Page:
Child, Youth and Family Services Annual Report 2014-15
Department of Child, Youth and Family Services 2014-15 Annual Report
Message from the Minister As Minister for the Department of Child, Youth and Family Services, I am pleased to present the 2014-15 Annual Report. This report outlines the department’s activities from April 1, 2014 to March 31, 2015, as well as reports progress on the department’s 2014-15 annual objectives. In addition, the report identifies highlights and accomplishments for the past year; how the department utilized its shared commitments with other departments and stakeholders to further government’s strategic directions; and, some challenges and opportunities ahead as the department continues to improve its programs and services to ensure the safety and protection of children and youth. This performance report was prepared under my direction, and I am accountable for the results reported herein. With the creation of the Department of Child, Youth and Family Services in 2009, government has taken the first step towards a major transformation and revitalization of programs and services for children, youth and their families. As part of this revitalization, the Department of Child, Youth and Family Services was part of government’s restructuring on September 30, 2014, which saw, among other innovative changes, responsibility for regulated child care services and family resource centres transition to the new Department of Education and Early Childhood Development. This change has allowed the Department of Child, Youth and Family Services to direct its resources to protecting and promoting the well-being of children, youth and families throughout the province, and to focus specifically on its child protection mandate. Throughout 2014-15, the Department of Child, Youth and Family Services continued to enhance programs and services for children, youth and families. Specifically, in June 2014, the Adoption Act, 2013 was proclaimed in the House of Assembly, and the department developed and implemented new policies and procedures for adoptions. Additionally, work is ongoing to continually improve service delivery in the areas of child protection and in-care, community youth corrections and youth services. This work includes the development of the new structured decision making model for child protection and the ongoing implementation of the Continuum of Care Strategy. As Minister, I am pleased to continue working with my departmental colleagues to further improve and revitalize programs and services that safeguard the province’s children, as well as create a culture of accountability, excellence and consistency across all of the department’s programs in all regions throughout Newfoundland and Labrador.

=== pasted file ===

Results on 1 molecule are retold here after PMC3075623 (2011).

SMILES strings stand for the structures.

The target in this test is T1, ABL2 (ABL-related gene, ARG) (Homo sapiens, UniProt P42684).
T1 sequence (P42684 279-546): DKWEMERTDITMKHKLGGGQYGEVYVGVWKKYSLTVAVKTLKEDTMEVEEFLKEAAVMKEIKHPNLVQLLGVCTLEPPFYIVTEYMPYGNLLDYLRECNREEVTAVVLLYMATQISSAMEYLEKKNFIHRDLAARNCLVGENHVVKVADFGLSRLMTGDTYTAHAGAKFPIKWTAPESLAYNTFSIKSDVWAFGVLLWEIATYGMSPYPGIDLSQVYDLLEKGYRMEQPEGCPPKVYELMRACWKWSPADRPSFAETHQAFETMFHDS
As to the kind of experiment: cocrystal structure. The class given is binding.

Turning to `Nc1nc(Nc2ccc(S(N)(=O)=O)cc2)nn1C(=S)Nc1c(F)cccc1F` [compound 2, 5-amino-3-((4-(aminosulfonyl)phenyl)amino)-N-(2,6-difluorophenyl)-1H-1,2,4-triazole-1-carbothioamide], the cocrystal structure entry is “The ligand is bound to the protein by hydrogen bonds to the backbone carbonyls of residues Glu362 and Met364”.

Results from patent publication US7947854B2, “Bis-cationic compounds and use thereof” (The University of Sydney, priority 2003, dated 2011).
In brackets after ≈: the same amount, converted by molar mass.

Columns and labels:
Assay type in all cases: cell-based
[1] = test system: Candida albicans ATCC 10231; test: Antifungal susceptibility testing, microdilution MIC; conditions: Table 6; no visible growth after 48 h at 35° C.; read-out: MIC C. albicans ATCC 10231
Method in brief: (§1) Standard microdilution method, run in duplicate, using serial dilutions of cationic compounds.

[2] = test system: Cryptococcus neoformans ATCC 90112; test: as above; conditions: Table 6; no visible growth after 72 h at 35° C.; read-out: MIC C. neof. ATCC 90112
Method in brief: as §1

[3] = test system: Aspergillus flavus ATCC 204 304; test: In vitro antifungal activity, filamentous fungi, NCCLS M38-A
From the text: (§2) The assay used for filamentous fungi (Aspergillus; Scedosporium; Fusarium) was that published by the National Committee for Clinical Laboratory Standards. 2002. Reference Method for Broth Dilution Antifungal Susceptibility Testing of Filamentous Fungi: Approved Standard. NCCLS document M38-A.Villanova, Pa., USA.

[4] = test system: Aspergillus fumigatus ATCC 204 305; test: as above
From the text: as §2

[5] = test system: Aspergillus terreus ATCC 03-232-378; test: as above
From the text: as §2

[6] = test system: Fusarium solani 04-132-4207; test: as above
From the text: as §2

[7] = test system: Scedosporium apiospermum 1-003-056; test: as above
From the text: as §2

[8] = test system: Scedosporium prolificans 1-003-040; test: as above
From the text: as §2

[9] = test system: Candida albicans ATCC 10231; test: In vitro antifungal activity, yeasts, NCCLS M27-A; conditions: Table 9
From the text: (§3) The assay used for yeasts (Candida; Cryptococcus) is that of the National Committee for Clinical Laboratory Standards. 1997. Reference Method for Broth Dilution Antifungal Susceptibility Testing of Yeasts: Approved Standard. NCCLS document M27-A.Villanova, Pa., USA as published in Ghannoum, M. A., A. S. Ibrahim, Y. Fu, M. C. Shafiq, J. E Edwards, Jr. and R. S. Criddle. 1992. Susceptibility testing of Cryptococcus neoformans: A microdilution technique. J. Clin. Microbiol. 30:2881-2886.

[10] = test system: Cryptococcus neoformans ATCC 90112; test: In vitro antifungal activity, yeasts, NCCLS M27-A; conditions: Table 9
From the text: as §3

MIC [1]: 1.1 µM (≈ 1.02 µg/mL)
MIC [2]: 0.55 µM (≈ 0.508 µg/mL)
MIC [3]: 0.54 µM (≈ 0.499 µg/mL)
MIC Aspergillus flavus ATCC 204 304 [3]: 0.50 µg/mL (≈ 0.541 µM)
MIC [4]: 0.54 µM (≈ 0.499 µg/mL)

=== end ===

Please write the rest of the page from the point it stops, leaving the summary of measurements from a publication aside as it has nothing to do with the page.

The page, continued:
Honourable Sandy Collins Minister of Child, Youth and Family Services
Table of Contents Departmental Overview ............................................................................. 1 Organizational Structure ............................................................... 2 Staff and Budget ............................................................................ 3 Geographic Overview ..................................................................... 4 Mandate and Lines of Business ............................................................... 5 Child Protection and In-care .......................................................... 5 Youth Services ............................................................................... 7 Community Youth Corrections ...................................................... 8 Adoptions........................................................................................ 9 The People We Serve ............................................................................... 10 Our Values, Vision and Mission .............................................................. 11 Highlights and Accomplishments ........................................................... 13 Shared Commitments.............................................................................. 16 Report on Performance ........................................................................... 21 Safety and Protection of Children and Youth ............................. 22 Improved Family Services ........................................................... 29 Opportunities and Challenges................................................................. 35 Appendix I ................................................................................................. 37 Appendix II ................................................................................................ 41
Department of Child, Youth and Family Services 2014-15 Annual Report